Old School Reviews: Yeah Yeah Yeahs – Fever to Tell

22 07 2007

by mr. travis

Yeah Yeah Yeahs - Fever to Tell

Artist: Yeah Yeah Yeahs
Album: Fever to Tell
Label: Interscope
Release Date: Apr. 29, 2003

There comes a point, towards the end of the Yeah Yeah Yeahs’ debut full length Fever to Tell, where the listener has been so bombarded by a string of art punk type tunes with a very similar tempo and mindset that the listener no longer feels anything except the constant bludgeoning of fuzz guitar. And that is precisely the point where the band turns it around and blurts out their (to this point) best song, “Maps,” a slow dirge that is one of the best love songs of the decade. It’s an amazing, borderline brilliant tune that speaks louder to this bands’ ability then the nine previous songs that numbingly tried to sound, well loud.

This is not to say that Fever to Tell is a bad album. Far from it, this is an accomplished debut, playing to the strengths of their previous e.p.’s, but without really moving forward. Which is fine for most bands, except the Yeah Yeah Yeahs came into their major label debut with a large amount of hype. With expectations at a fevered pitch and the garage movement at its peak, it was inevitable that the album would not meet those expectations. At the end of the day, the band has a little more than an e.p.’s worth of songs that are excellent, with the rest falling a little bit short of the benchmark previously set by their first two releases.

But, that e.p.’s worth of songs are well worth the price of admission. Opening with the blistering “Rich”, singer Karen O. declares “I want you to stick it to me,” before growling as into the microphone while a wall of sound explodes courtesy of guitarist Nicholas Zinner and drummer Brian Chase. To listen to Karen O. as she preens away is refreshing: in an age of the blatant misogynism by some of rap and emo’s biggest artists, her blatant sexuality comes across as a strength, something that she uses to full advantage throughout the record. The next song “Date with the Night” takes that to the next level, behind the guitar heroics of Zinner the song builds until the listener becomes exhausted from the heat it gives off.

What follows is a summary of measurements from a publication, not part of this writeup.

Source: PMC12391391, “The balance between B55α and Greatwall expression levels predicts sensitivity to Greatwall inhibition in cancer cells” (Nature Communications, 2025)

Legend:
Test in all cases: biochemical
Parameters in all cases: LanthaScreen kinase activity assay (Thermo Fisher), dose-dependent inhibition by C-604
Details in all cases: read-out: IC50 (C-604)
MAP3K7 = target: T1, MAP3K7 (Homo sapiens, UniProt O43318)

The album continues without a bump until after the song “Pin.” By now, the songs have begun to segue into each other, the tempo becoming a monotonous drone. Karen O.’s preening has become exhausting; the band’s caterwauling obnoxious. So, when “Maps” begins, it’s a welcome change of pace, even more welcomed by the excellence of the song. “Wait. They don’t love you, like I love you,” says Karen O., as if she is speaking through to the listener, telling them that she’s sorry for the couple of boring songs, now here’s something for you to stick around. And it works. Which is a good thing, for the band follows it up with the also excellent “Y Control,” both tunes signaling the direction would be headed with their next release.

While the band faltered in the middle, keeping Fever to Tell from being an instant classic, there’s something here that hints at the potential greatness of this band. They can’t keep making albums with only a handful of solid songs, but with the greatness of “Maps” and “Y Control” it’s obvious that the band has the songwriting chops to pull off a truly excellent album, one that can match the amount of hype they received with this debut.

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